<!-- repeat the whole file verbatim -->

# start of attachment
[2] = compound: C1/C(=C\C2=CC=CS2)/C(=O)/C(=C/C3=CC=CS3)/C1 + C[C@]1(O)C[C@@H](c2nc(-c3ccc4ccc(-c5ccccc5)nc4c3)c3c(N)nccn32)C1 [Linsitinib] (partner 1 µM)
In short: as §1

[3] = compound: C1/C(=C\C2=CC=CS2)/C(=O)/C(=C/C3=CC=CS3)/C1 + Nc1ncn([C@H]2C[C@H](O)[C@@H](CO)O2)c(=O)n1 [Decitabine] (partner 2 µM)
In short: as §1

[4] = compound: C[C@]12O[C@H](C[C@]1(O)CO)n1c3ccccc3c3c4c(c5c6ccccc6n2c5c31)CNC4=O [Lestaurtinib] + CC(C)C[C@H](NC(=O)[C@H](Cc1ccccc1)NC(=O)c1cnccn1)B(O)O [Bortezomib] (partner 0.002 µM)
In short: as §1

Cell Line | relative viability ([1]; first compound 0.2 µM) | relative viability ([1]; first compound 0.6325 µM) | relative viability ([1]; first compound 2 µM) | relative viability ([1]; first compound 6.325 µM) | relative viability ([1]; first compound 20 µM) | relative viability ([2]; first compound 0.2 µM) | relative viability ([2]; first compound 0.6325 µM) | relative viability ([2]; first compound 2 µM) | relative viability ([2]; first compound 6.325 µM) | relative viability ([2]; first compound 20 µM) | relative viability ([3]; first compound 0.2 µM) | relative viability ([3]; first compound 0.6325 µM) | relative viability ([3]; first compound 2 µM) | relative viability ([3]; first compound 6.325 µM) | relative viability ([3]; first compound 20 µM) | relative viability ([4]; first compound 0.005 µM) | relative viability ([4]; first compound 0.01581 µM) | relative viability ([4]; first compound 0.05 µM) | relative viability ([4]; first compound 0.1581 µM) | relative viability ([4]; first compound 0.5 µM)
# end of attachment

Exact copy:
[2] = compound: C1/C(=C\C2=CC=CS2)/C(=O)/C(=C/C3=CC=CS3)/C1 + C[C@]1(O)C[C@@H](c2nc(-c3ccc4ccc(-c5ccccc5)nc4c3)c3c(N)nccn32)C1 [Linsitinib] (partner 1 µM)
In short: as §1

[3] = compound: C1/C(=C\C2=CC=CS2)/C(=O)/C(=C/C3=CC=CS3)/C1 + Nc1ncn([C@H]2C[C@H](O)[C@@H](CO)O2)c(=O)n1 [Decitabine] (partner 2 µM)
In short: as §1

[4] = compound: C[C@]12O[C@H](C[C@]1(O)CO)n1c3ccccc3c3c4c(c5c6ccccc6n2c5c31)CNC4=O [Lestaurtinib] + CC(C)C[C@H](NC(=O)[C@H](Cc1ccccc1)NC(=O)c1cnccn1)B(O)O [Bortezomib] (partner 0.002 µM)
In short: as §1

Cell Line | relative viability ([1]; first compound 0.2 µM) | relative viability ([1]; first compound 0.6325 µM) | relative viability ([1]; first compound 2 µM) | relative viability ([1]; first compound 6.325 µM) | relative viability ([1]; first compound 20 µM) | relative viability ([2]; first compound 0.2 µM) | relative viability ([2]; first compound 0.6325 µM) | relative viability ([2]; first compound 2 µM) | relative viability ([2]; first compound 6.325 µM) | relative viability ([2]; first compound 20 µM) | relative viability ([3]; first compound 0.2 µM) | relative viability ([3]; first compound 0.6325 µM) | relative viability ([3]; first compound 2 µM) | relative viability ([3]; first compound 6.325 µM) | relative viability ([3]; first compound 20 µM) | relative viability ([4]; first compound 0.005 µM) | relative viability ([4]; first compound 0.01581 µM) | relative viability ([4]; first compound 0.05 µM) | relative viability ([4]; first compound 0.1581 µM) | relative viability ([4]; first compound 0.5 µM)